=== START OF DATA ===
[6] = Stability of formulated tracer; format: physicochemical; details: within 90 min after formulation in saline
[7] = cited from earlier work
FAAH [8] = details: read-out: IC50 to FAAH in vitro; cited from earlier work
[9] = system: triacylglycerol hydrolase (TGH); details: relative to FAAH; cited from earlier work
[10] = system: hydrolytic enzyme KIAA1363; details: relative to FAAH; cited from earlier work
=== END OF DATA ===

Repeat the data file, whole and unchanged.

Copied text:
[6] = Stability of formulated tracer; format: physicochemical; details: within 90 min after formulation in saline
[7] = cited from earlier work
FAAH [8] = details: read-out: IC50 to FAAH in vitro; cited from earlier work
[9] = system: triacylglycerol hydrolase (TGH); details: relative to FAAH; cited from earlier work
[10] = system: hydrolytic enzyme KIAA1363; details: relative to FAAH; cited from earlier work